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Vietnam Airmobile Warfare Tactics

Vietnam Airmobile Warfare Tactics

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Vietnam Airmobile Warfare Tactics

4.5/5 (4 valutazioni)
149 pagine
1 ora
Oct 20, 2012


In this book the author – an Army veteran of Vietnam – explains the composition, capabilities, equipment and missions of the US Army and Marine Corps helicopter and airmobile units in the Vietnam war and exactly how they carried out their missions. It centers on the classic airmobile assault mission: how it was planned and prepared; how the troop-carrying “slicks” and their “gunship” escorts and support teams actually operated; and the opposition and hazards that they faced on the LZ. The text is illustrated with wartime photos, organization charts, and color plates showing both the machines and the tactics that where employed.
Oct 20, 2012

Informazioni sull'autore

Gordon L. Rottman entered the US Army in 1967, volunteered for Special Forces and completed training as a weapons specialist. He served in the 5th Special Forces Group in Vietnam in 1969–70 and subsequently in airborne infantry, long-range patrol and intelligence assignments until retiring after 26 years. He was a Special Operations Forces scenario writer at the Joint Readiness Training Center for 12 years and is now a freelance writer, living in Texas.

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Vietnam Airmobile Warfare Tactics - Gordon L. Rottman




Even though the US Army possessed the Army Air Forces during World War II, this was actually a semi-independent arm inclusive of the Army Air Corps. The Army Ground Forces had need of its own organic aviation in the form of light liaison and artillery spotter aircraft. The Army Air Forces became a separate service in 1947, with the establishment of the US Air Force. However, the Army still needed its own aircraft in the form of fixed-wing planes and helicopters, and this resulted in endless disputes between the Army and Air Force due to their overlapping requirements – an on-going quarrel lasting until 1975.

In 1947 the Army procured its first observation helicopters. Alongside light fixed-wing aircraft, their use gradually increased through the Korean War (1950–53), but numbers remained small; the Army made only limited use of helicopters for liaison, medical evacuation, artillery spotting and resupply. It was not until the mid-1950s that the procurement of helicopters, and an interest in developing new tactical techniques for their employment, both increased, giving rise to a more robust doctrine. In 1954 the Army Aviation School moved from Camp Sill, OK, to Fort Rucker, AL, and in 1955 it became the US Army Aviation Center. The next year the Primary Aviator Flight School was opened at Ft Wolters, TX. In 1956 experimentation with armed helicopters began. Development continued as Army aviation grew slowly; and in 1962 it was recommended that the airmobile concept be adopted. The aim was to provide ground units with unprecedented mobility, and the ability to fly over difficult terrain and by-pass major obstacles and enemy forces.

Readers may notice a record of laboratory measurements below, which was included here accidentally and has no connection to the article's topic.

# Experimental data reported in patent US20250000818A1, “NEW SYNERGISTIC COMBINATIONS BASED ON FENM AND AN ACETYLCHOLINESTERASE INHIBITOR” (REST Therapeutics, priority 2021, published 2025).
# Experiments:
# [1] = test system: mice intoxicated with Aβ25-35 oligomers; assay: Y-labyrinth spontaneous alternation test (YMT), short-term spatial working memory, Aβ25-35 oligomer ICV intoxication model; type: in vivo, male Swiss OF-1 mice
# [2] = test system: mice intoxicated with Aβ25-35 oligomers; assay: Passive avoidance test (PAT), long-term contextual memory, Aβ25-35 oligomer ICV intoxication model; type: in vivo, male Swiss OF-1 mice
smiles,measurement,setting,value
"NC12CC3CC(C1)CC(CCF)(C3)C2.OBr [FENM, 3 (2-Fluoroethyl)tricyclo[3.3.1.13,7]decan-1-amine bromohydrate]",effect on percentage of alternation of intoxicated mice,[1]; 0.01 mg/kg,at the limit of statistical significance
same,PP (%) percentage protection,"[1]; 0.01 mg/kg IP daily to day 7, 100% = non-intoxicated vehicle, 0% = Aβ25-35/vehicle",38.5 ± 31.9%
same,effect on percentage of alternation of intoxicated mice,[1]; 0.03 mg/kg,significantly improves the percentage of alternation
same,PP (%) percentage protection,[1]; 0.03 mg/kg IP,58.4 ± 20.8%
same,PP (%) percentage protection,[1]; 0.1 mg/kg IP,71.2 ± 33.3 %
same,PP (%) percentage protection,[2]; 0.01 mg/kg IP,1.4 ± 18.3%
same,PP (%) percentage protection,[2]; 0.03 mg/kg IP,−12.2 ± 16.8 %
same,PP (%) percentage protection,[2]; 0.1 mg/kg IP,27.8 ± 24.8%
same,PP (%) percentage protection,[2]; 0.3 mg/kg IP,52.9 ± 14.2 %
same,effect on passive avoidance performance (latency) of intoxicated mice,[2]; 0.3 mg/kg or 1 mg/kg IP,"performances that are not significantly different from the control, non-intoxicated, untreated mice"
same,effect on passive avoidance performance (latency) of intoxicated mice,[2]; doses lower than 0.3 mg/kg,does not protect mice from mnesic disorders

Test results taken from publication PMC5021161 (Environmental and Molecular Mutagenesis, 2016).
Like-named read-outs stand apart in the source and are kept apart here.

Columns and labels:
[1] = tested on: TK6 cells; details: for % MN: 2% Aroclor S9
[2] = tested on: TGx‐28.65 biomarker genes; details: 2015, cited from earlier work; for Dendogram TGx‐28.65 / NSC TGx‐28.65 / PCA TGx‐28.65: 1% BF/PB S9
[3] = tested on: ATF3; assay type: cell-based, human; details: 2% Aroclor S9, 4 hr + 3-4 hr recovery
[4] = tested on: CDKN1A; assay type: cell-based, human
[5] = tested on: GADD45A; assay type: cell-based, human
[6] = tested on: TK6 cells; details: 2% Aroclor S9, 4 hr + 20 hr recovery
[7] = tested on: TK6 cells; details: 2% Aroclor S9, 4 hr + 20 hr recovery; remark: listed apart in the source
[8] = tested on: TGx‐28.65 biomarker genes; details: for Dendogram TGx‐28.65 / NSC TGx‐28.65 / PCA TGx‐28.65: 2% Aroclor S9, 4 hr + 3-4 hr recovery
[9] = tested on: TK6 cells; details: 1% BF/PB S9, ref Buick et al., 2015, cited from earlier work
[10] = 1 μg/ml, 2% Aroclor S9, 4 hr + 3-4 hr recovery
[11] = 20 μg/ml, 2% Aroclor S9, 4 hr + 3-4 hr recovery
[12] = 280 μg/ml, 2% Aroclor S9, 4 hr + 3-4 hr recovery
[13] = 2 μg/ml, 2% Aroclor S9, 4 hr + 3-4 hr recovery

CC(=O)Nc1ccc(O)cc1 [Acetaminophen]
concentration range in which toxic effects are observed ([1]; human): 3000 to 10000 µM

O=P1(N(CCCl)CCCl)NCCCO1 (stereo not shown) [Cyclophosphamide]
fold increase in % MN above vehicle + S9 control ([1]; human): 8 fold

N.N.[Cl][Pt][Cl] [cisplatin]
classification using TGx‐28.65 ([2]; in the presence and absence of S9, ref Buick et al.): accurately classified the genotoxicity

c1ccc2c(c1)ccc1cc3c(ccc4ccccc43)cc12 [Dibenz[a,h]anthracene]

A classic scene from the world’s first helicopter war: a heavily loaded scout from Company E, 2d Battalion, 5th Cavalry of the 1st Cavalry Division (Airmobile) waves in an approaching UH-1 Huey to land on a sandbar in the bend of a river. Given the scarcity of clearings in jungle terrain, river sandbars and beaches made valuable landing zones. (US Army, courtesy Simon Dunstan)

Army Aviation did not become a branch of the Army until 1983. During the Vietnam War aviation units and aviators were assigned to infantry, armor, artillery, transportation, medical, military intelligence and other branches. This decentralized employment of aviation assets was less than satisfactory; aviation was thought of as just another means of transportation, and was integrated into units along the lines of trucks. The official mission statement of Army aviation was, to augment the capability of the Army to conduct prompt and sustained combat operations on land. Army aviation accomplishes this mission by providing aviation support to Army organizations at all command levels. It is notable that the word aviation was not capitalized in this statement, emphasizing that it was not an entity or separate organization within the Army, but was fully integrated across that service.

May 1963: at Moc Hoa airstrip, Saigon, US Army CH-21B Shawnees from 57th Transportation Company (Light Helicopter) prepare to lift ARVN troops of the 7th Marines; the marines are lined up in sticks, prepared to board the choppers in order. Such operations had been going on in South Vietnam for more than a year, while back in the States the first cadres for the 11th Air Assault Div were only just gathering at Ft Benning. (US Army, courtesy Simon Dunstan)